What memorable times did you share?
To be honest, the major memory of him was his disciplinarian and prudent attitude. I attended a boarding primary school at age five and whenever I was home on holiday, he made sure that I interacted with his cook, driver and steward including their children. He treated everybody equally. I grew up in that way without seeing myself different from others. There was no difference between me and other children in our environment.
Besides, he did not allow us to know that he had money. But I heard it from my school that my father was rich. He used to neatly arrange some pennies on a table in his room. Each time he asked me to go and tidy his room, I used to see the pennies. But if anybody took one of the pennies, he would know.
Before he joined politics, he was involved in many business activities. How did he create time for his family?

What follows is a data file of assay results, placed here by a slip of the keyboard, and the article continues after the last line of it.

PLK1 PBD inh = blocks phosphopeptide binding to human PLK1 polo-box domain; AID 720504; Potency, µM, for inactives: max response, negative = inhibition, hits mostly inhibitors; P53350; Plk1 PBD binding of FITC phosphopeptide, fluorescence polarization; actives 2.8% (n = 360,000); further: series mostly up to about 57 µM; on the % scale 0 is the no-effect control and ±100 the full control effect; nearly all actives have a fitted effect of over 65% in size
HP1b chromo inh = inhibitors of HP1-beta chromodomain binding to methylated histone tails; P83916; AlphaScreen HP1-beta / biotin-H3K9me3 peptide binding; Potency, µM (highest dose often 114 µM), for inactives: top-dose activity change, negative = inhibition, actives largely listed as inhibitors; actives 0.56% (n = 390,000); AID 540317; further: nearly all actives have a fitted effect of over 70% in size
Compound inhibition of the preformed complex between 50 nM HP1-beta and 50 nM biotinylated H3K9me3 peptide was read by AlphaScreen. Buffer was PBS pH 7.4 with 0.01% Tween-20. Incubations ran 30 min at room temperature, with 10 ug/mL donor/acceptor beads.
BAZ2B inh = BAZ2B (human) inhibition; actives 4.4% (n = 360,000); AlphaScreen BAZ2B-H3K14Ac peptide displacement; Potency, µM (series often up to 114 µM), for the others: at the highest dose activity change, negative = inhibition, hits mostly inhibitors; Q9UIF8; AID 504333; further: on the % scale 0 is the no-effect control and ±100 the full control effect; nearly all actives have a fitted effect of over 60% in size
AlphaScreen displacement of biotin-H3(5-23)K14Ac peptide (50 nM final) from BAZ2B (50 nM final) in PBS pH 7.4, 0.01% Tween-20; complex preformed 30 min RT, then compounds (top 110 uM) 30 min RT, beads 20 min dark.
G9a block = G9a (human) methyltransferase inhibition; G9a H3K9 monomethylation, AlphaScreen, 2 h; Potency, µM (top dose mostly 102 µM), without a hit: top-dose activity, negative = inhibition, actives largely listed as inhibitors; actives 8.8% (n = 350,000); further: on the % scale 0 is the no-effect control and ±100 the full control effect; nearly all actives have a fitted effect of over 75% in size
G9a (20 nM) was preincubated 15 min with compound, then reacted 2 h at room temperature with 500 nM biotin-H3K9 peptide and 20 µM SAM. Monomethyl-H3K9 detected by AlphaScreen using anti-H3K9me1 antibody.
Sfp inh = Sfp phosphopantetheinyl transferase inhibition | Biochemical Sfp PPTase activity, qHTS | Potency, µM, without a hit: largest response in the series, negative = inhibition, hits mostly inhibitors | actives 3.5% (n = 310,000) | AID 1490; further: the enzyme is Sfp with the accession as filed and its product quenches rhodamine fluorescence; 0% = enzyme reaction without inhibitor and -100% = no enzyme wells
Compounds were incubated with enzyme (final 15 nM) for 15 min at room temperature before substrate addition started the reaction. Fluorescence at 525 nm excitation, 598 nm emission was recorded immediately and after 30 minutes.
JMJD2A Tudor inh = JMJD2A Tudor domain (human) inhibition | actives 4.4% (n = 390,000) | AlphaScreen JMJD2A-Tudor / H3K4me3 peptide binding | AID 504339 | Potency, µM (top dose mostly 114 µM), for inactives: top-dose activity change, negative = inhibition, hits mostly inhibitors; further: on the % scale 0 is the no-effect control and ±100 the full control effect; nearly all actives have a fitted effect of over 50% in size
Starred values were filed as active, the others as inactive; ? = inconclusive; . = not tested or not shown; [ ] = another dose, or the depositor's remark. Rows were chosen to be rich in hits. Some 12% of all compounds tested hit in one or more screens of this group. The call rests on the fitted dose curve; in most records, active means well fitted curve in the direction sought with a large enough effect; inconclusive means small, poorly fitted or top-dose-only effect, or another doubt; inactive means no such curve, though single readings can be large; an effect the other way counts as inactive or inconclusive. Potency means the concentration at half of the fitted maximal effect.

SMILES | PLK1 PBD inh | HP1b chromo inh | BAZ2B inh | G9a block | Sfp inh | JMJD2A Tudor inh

My father created time for his family. The way we work now is not the way that people worked during his time. He always left his office in the Ministry of Finance located at Mosaic House, Tinubu Square, Lagos, at 3:30pm and by 3:45pm, he was home. We always ate lunch together with his guests.
Some people believe that he changed his name after marriage. Can you shed light on this?
No, he was first Festus Samuel Edah. He later discovered that Edah was an adopted father and that his biological father was Okotie-Eboh. That was why he changed his name. He had nothing to lose answering to Edah because he was already a success at the time. He did what he knew was right which had been part of his character. He was never one to do otherwise once he knew he was doing the right thing.
What kind of father was he?
He was a comet and a very rare person. I can confidently say that because I have worked with top executives in the country. Thus, I often wonder how my father still had the time to pack my loads whenever I was returning to school, read my letters and reply them and how he achieved all he did at his age.
Where were you when he died?